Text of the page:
Nancy Pelosi’s flight to Taiwan was the most watched plane in the world

Several hundred thousand people followed US Air Force flight SPAR19 on Tuesday as House Speaker Nancy Pelosi traveled to Taiwan.

Media footage captured Pelosi stepping off the world’s most watched plane in Taipei, Taiwan – where it was on Tuesday night. Pelosi became the highest-ranking US official to visit the Chinese-claimed self-governing island in 25 years.

Global flight-tracking service Flightradar24, which provides real-time information on thousands of planes around the world, told MarketWatch that the flight with call sign SPAR19 – which was believed to be carrying Pelosi – attracted record looks since leaving the United States. the weekend.

Trackers glued to the service included China’s state-run publication Global Times. “According to Flightradar24, a Boeing C-40C with call sign SPAR19 took off from Paya Lebar Air Base this morning,” the Global Times wrote at one point, as reported by The Wall Street Journal.

“As soon as the flight became active [Tuesday], it was the most watched flight in our service,” Ian Petchenik, director of communications for Flightradar24, told MarketWatch. “And then pass Manila [capital of the Phillippines]it became the most watched live flight of all time.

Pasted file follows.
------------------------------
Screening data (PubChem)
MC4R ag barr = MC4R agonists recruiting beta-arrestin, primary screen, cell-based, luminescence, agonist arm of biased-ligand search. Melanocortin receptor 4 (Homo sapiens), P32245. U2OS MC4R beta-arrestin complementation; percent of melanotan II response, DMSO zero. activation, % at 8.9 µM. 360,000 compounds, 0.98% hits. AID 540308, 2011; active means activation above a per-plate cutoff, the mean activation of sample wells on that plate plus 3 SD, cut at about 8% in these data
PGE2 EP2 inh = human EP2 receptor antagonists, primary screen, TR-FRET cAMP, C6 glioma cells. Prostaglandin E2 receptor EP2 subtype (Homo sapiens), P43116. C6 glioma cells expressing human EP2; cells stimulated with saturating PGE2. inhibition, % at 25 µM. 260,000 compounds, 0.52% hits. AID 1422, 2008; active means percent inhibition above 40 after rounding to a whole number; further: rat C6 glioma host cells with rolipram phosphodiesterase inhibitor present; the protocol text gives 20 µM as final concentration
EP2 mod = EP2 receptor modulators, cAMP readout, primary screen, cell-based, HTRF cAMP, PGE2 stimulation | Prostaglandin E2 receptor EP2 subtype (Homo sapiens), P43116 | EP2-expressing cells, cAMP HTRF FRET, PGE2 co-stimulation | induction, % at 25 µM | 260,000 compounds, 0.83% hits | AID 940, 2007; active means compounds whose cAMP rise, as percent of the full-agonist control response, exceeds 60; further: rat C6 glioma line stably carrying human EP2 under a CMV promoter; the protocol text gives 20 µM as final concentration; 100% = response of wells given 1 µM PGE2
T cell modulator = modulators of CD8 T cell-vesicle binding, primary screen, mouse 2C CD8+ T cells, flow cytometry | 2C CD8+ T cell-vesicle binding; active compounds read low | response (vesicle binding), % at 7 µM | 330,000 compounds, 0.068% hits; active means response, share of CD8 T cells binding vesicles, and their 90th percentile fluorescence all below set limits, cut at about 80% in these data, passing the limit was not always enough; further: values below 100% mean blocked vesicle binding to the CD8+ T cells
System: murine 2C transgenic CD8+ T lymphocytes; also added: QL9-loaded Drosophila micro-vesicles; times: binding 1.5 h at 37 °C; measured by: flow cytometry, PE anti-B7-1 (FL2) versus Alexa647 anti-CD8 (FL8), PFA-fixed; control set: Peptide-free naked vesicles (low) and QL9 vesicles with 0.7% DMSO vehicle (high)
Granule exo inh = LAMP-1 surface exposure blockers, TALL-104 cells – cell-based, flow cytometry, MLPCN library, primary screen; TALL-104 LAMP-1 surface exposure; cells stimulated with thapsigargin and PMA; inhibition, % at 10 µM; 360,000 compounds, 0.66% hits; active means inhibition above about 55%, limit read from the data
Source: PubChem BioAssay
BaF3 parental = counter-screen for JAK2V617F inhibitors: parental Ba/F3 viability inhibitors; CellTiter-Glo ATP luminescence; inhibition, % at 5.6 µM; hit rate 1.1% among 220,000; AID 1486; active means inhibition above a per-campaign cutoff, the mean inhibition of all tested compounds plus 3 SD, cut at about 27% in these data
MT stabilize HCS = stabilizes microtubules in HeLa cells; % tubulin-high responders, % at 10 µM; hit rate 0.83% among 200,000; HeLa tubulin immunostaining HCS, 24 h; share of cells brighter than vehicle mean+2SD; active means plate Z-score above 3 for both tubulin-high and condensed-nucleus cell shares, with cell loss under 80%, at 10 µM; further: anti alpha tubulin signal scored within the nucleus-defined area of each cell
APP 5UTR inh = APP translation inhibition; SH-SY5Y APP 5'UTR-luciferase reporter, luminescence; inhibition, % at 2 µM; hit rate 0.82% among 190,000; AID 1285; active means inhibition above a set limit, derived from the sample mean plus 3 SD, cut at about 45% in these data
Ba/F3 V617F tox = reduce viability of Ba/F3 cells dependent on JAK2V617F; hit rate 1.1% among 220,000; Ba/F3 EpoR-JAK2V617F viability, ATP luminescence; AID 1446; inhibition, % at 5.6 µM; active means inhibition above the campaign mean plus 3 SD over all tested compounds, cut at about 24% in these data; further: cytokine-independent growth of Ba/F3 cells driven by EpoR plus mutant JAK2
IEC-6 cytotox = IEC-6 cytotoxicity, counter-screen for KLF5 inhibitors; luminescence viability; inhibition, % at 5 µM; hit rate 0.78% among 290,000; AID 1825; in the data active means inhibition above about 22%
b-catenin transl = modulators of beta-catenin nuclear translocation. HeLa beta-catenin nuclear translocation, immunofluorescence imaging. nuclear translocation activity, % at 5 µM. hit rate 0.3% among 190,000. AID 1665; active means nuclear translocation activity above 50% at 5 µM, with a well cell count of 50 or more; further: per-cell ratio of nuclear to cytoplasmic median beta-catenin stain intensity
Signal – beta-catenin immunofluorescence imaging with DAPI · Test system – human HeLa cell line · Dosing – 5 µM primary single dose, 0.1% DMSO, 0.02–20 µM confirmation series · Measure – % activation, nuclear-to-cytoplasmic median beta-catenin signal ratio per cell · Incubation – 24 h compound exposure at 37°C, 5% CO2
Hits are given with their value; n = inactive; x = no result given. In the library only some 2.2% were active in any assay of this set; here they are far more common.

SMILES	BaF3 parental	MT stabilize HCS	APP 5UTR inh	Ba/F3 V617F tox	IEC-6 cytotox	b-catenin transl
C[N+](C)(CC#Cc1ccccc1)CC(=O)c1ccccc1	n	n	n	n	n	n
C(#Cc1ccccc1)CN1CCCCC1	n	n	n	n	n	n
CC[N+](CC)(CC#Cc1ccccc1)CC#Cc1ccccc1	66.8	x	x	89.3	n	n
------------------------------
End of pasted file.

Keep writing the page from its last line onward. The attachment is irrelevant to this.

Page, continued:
And just before the flight landed in Taipei, Taiwan, Petchenik said more than 700,000 people were watching. “It’s as busy as it gets,” he added.

Interest in Pelosi’s flight was so great that it strained Flightradar24’s servers, leading it to set up a virtual ‘waiting room’ for people trying to access the tracking service. .

Previously, Flightradar24’s most-watched flight was Russian opposition leader Alexei Navalny’s commercial jet flight to Russia after recovering from an alleged poisoning attempt.

Pelosi’s trip to Taiwan has infuriated China, which views Taiwan as a renegade province to be annexed by force, if necessary. China has warned of retaliation if Pelosi visits, saying its military will “never sit idly by”.

Opinion: Pelosi’s trip to Taiwan will end an era of ambiguity

“The United States and Taiwan agreed to make provocations first, and China was only forced to act out of self-defense,” the Chinese Foreign Ministry spokeswoman told reporters on Tuesday. Hua Chunying in Beijing.

Pelosi’s office did not immediately respond to requests for comment.